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Enough

When we compare ourselves to others, we’re not making an accurate comparison because we’re only going off the information we have access to

Grief

It is important to understand that grief is not a linear process.  We do not start at one stage and then progress through to the final stage.  Instead, grief is cyclical.  It is entirely possible that one will reach acceptance, and then one of life’s milestones occurs like a wedding or graduation, and suddenly we are angry or sad again. 

HELP!

Last week I reached out to parents to ask how they were coping with the current global situation.  Overwhelmingly I heard, "I'm doing fine, I just am not sure how to help my child".

F.A.C.E. C.O.V.I.D

Trying to maintain your "normal" routine right now is unhealthy, because what we are experiencing is not normal.  Trying to go on as if nothing has changed is invalidating and can actually invite trauma to manifest in alternate ways. 

SEISEN INTERNATIONAL SCHOOL

Learning to Love, Loving to Learn

HELP!

Seisen News

HELP!
Cristina Varriale

Last week I reached out to parents to ask how they were coping with the current global situation.  Overwhelmingly I heard, "I'm doing fine, I just am not sure how to help my child".

 

Ever since I was a small child, I always enjoyed being a helper.  Anytime someone was in need, I was very happy to be there to offer whatever I could to make the situation better.  As is often the case with caregivers, I was always comfortable being the helper and yet struggled when I was the one who needed help. I always thought it was best just to be tough and figure things out on my own.  I was wrong.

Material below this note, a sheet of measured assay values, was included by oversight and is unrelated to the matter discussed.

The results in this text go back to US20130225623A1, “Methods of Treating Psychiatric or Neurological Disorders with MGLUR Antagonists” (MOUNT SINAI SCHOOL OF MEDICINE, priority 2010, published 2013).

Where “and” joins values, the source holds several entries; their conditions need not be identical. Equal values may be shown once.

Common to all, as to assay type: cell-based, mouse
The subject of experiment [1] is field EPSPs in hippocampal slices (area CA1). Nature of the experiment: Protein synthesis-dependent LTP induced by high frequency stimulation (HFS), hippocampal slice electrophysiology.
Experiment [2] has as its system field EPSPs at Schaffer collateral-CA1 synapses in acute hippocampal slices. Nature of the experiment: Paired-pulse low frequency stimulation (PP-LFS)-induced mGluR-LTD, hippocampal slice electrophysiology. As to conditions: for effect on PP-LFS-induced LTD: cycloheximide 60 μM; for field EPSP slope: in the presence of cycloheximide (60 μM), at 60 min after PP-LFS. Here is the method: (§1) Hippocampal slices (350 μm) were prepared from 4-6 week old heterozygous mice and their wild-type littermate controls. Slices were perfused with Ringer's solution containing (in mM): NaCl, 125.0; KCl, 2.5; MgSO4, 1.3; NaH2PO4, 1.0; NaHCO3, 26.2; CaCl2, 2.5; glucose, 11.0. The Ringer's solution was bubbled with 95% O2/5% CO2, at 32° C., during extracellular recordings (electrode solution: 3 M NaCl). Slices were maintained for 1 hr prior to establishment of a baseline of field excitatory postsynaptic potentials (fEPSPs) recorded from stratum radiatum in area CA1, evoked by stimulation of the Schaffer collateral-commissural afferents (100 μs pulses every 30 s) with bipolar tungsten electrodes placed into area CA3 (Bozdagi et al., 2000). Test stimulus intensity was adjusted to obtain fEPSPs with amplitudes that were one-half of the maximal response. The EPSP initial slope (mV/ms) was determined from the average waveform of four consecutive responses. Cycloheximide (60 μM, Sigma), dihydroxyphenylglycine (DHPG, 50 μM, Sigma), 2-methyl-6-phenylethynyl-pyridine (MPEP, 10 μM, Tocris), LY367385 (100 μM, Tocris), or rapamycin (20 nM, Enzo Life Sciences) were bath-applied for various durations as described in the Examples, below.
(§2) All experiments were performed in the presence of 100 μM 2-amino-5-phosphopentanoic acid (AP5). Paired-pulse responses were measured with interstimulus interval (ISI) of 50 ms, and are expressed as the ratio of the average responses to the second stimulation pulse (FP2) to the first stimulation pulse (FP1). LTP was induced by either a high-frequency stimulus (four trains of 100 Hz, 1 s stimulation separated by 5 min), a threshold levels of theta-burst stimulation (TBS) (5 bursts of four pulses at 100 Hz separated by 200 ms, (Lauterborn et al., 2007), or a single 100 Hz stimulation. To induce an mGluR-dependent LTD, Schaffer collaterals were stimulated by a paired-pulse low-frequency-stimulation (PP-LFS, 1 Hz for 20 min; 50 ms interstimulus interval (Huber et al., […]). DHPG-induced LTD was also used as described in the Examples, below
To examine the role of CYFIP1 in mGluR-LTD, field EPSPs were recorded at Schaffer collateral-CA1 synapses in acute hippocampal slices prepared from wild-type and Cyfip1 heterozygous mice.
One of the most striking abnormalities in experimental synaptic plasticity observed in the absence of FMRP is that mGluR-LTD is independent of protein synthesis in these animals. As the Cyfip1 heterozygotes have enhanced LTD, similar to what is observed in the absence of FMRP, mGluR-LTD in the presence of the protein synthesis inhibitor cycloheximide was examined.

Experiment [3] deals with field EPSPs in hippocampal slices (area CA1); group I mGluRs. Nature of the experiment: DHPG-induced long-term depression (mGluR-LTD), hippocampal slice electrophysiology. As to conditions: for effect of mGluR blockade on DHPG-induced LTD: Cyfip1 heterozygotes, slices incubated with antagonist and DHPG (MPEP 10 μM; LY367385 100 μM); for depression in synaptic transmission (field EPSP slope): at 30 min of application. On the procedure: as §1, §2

Last week I reached out to parents to ask how they were coping with the current global situation.  Overwhelmingly I heard, "I'm doing fine, I just am not sure how to help my child".  As I have stated many times before, I am huge proponent of modeling the behavior we want to see in others. This response led me to reflect on the loss of my grandfather that I experienced when I was 8 years old- the first significant loss I had ever experienced. 

My grandma and grandfather were Irish immigrants.  They lived through incredibly difficult times, such as the Great Depression and the second World War.  They culturally embraced the idea of stoicism, and passed that value on to my mom.  I can remember driving in the car with my mom the week after my poppa had passed, and my mom told me how proud she had been of me for not crying at his funeral.  At the time, I remember feeling very proud.  Yet, I look back now and I think about the message that was sent to my little 8 year old brain- "When you're sad or scared, it is best not to show it".